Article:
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Foss is a master craftsman and, after rescuing the old ship from a junk yard in 1984 he spent two years reconfiguring the boat for passengers, replacing rotten boards, painting, polishing and lovingly perfecting every square inch. The wood is satiny smooth, the interior is well-designed and details like the auxiliary motor (on only three of the 14 ships) add safety and convenience

Food onboard was tasty, hearty and abundant. For some reason the cook on our trip neglected to serve up Maine specialties like fish chowder and blueberry muffins (advertised in the association's literature), but he was a master at hearty pastas and fresh-baked bread. By the time our six days were up we were afraid to get on the scale!

When it was time to leave the ship, we found we'd transitioned from landlubber to sealover. Getting in our rental car and navigating the traffic on U.S. Highway 1 was a rude return to the real world.

But we found a way to soften the reentry. We spent our first night back on land at the Inn at Ocean's Edge, in nearby Camden. Our room (as all others at the Inn) had a four-poster king-sized bed, a fireplace and a Jacuzzi for two. And instead of seeing land from sea we could watch the sea from land.

Suggested Sidetrip: Bar Harbor

When an area is virtually taken over by the likes of Rockefeller, Morgan, Vanderbilt and Pulitzer, you figure it has to have a lot going for it. In the mid to late 1800s, Mt. Desert Island (and Bar Harbor, its largest town) became a retreat for those eager to escape the societal airs and summer heat of the big East Coast urban centers.

While they intended to "rusticate" and enjoy the natural wonders of the area, their idea of rusticating was a far cry from tents and campfires. Instead Bar harbor sported "summer cottages" that others might consider mansions and became one of the country's most fashionable areas.

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In order to preserve the surroundings, the great industrialists, led by John D. Rockefeller Jr., bought up acreage and donated it to the federal government, creating Acadia National Park, the first national park in the east.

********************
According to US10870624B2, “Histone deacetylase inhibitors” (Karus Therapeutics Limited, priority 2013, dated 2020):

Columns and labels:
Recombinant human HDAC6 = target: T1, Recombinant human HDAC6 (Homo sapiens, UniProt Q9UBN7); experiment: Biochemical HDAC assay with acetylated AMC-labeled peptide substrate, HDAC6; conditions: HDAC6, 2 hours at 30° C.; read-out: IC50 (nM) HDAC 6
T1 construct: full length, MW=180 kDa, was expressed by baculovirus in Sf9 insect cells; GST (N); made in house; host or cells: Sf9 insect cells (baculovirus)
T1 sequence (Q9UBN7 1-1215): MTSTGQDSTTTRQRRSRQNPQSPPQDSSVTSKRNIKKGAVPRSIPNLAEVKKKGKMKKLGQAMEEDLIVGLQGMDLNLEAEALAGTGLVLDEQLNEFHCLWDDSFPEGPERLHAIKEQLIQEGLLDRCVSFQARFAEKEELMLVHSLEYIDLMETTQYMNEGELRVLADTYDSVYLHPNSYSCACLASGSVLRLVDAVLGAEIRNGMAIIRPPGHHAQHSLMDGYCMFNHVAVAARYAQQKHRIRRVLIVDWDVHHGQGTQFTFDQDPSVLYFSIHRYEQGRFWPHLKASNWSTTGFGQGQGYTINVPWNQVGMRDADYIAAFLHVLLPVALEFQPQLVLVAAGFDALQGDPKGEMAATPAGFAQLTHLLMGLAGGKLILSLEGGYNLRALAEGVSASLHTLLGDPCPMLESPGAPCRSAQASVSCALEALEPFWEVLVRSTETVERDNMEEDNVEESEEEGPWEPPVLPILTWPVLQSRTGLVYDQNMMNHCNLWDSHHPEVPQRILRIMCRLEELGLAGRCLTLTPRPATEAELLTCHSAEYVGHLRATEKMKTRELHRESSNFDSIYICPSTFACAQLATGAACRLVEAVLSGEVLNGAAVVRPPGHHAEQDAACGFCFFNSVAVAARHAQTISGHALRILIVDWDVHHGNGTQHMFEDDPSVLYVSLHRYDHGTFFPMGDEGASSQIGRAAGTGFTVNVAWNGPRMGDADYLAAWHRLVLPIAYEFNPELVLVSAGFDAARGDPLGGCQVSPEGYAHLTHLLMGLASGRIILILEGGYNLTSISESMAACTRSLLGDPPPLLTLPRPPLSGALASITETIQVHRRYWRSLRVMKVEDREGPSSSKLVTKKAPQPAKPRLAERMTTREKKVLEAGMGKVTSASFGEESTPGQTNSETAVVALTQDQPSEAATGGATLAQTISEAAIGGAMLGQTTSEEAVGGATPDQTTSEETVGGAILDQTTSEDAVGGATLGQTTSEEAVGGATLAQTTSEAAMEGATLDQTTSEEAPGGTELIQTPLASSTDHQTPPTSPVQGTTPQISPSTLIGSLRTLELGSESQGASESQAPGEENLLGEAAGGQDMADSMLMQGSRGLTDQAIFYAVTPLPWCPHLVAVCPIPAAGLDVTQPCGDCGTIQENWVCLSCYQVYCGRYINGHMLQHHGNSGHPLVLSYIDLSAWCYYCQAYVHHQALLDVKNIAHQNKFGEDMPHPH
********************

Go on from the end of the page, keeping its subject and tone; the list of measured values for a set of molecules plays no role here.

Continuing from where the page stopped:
Today, with more than four million visitors annually, Acadia is the second most visited park in the United States. (Great Smoky Mountains National Park—much more centrally located—is first.) There are 38,000 acres of rugged beauty, from towering trees to rocky coasts. The best way to see it all is to travel the twenty-mile Loop Road, either by tour bus or private car. Our preference: park the car and take the bus. We took the bus tour twice, just to hear two different guides give their take on the history and nature of the area.

Make advance reservations for lunch at Jordan Pond, a historic and charming restaurant within the park borders. Their signature dessert—popover ala mode—is definitely worth the money and calories.

As for hotels, Bar Harbor has all sizes, all prices, all styles—and during the summer season, they're all full. Make reservations in advance. Considering the tight parking, lodging within walking distance of town center is a big plus. Ledgelawn Inn, a 1904 summer "cottage" built for a wealthy Boston shoe manufacturer, has a great location, as well as a down-home elegance that's perfect for the area and its history.

Before you Go:

The Maine Windjammer Association [, 800/807-WIND] provides a general overview of the windjamming experience and details of each ship. Ask for contact information of previous passengers to get their view of shipboard accommodations, menus and atmosphere.

Windjammer cruises begin and end near Rockland, Maine, which is about a four-hour drive from Boston, two hours from Portland. A faster option: fly Colgan Air, an affiliate of US Airways Express, direct to Rockland.

To check out Inn at Ocean's Edge, go to, 207/236-0945.

For more on Legelawn Inn, go to, 800/274-5334.

The Maine Office of Tourism [, 888-95-MAINE] and The Rockland-Thomaston Area Chamber of Commerce [, 207/596-0376 or 800/562-2529] are both good sources of information if you plan to spend some time on shore as well as sea.

Moon Handbooks is releasing a new edition of it's popular COASTAL MAINE in March 2005. Like it's predecessor, it will be filled with all the nitty-gritty details that keep newbies out of trouble.

photos by Irv Green, DDS; story by Andrea Gross